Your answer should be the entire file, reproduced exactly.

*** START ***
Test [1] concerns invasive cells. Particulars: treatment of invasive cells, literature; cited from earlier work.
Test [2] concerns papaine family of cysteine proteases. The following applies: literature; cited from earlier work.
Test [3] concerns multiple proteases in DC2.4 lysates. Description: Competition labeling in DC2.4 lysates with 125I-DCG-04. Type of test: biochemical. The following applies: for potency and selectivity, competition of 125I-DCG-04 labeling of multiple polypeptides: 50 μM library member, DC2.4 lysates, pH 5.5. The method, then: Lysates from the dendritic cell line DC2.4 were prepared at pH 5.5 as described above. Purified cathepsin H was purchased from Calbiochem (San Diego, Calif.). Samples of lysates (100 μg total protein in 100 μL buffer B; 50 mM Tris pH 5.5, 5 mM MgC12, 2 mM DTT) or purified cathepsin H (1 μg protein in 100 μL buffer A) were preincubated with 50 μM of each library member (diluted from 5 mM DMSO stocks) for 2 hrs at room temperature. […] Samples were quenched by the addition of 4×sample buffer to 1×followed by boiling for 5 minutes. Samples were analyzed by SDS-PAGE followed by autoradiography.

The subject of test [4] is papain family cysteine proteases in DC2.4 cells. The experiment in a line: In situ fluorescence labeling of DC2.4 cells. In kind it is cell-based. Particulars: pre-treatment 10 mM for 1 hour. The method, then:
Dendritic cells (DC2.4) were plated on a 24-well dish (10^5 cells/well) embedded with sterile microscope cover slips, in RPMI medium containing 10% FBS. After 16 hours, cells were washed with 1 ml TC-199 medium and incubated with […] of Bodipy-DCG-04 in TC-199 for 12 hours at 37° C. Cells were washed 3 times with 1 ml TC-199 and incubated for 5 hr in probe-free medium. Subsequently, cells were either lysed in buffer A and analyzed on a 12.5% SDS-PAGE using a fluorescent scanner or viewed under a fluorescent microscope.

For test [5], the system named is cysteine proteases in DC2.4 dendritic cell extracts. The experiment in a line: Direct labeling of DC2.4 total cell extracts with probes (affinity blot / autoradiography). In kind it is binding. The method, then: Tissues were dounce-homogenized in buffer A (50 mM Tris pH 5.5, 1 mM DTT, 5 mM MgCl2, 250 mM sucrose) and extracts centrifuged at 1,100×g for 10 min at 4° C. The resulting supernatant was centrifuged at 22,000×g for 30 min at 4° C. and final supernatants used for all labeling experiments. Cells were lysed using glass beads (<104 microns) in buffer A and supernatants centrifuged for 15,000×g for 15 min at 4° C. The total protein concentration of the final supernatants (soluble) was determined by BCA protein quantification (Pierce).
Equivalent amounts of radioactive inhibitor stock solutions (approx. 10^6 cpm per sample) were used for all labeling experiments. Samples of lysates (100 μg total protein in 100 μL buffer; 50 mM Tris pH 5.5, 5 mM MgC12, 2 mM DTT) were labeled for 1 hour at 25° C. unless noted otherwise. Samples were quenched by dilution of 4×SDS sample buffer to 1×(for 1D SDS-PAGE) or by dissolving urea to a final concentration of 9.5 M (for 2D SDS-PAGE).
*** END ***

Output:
Test [1] concerns invasive cells. Particulars: treatment of invasive cells, literature; cited from earlier work.
Test [2] concerns papaine family of cysteine proteases. The following applies: literature; cited from earlier work.
Test [3] concerns multiple proteases in DC2.4 lysates. Description: Competition labeling in DC2.4 lysates with 125I-DCG-04. Type of test: biochemical. The following applies: for potency and selectivity, competition of 125I-DCG-04 labeling of multiple polypeptides: 50 μM library member, DC2.4 lysates, pH 5.5. The method, then: Lysates from the dendritic cell line DC2.4 were prepared at pH 5.5 as described above. Purified cathepsin H was purchased from Calbiochem (San Diego, Calif.). Samples of lysates (100 μg total protein in 100 μL buffer B; 50 mM Tris pH 5.5, 5 mM MgC12, 2 mM DTT) or purified cathepsin H (1 μg protein in 100 μL buffer A) were preincubated with 50 μM of each library member (diluted from 5 mM DMSO stocks) for 2 hrs at room temperature. […] Samples were quenched by the addition of 4×sample buffer to 1×followed by boiling for 5 minutes. Samples were analyzed by SDS-PAGE followed by autoradiography.

The subject of test [4] is papain family cysteine proteases in DC2.4 cells. The experiment in a line: In situ fluorescence labeling of DC2.4 cells. In kind it is cell-based. Particulars: pre-treatment 10 mM for 1 hour. The method, then:
Dendritic cells (DC2.4) were plated on a 24-well dish (10^5 cells/well) embedded with sterile microscope cover slips, in RPMI medium containing 10% FBS. After 16 hours, cells were washed with 1 ml TC-199 medium and incubated with […] of Bodipy-DCG-04 in TC-199 for 12 hours at 37° C. Cells were washed 3 times with 1 ml TC-199 and incubated for 5 hr in probe-free medium. Subsequently, cells were either lysed in buffer A and analyzed on a 12.5% SDS-PAGE using a fluorescent scanner or viewed under a fluorescent microscope.

For test [5], the system named is cysteine proteases in DC2.4 dendritic cell extracts. The experiment in a line: Direct labeling of DC2.4 total cell extracts with probes (affinity blot / autoradiography). In kind it is binding. The method, then: Tissues were dounce-homogenized in buffer A (50 mM Tris pH 5.5, 1 mM DTT, 5 mM MgCl2, 250 mM sucrose) and extracts centrifuged at 1,100×g for 10 min at 4° C. The resulting supernatant was centrifuged at 22,000×g for 30 min at 4° C. and final supernatants used for all labeling experiments. Cells were lysed using glass beads (<104 microns) in buffer A and supernatants centrifuged for 15,000×g for 15 min at 4° C. The total protein concentration of the final supernatants (soluble) was determined by BCA protein quantification (Pierce).
Equivalent amounts of radioactive inhibitor stock solutions (approx. 10^6 cpm per sample) were used for all labeling experiments. Samples of lysates (100 μg total protein in 100 μL buffer; 50 mM Tris pH 5.5, 5 mM MgC12, 2 mM DTT) were labeled for 1 hour at 25° C. unless noted otherwise. Samples were quenched by dilution of 4×SDS sample buffer to 1×(for 1D SDS-PAGE) or by dissolving urea to a final concentration of 9.5 M (for 2D SDS-PAGE).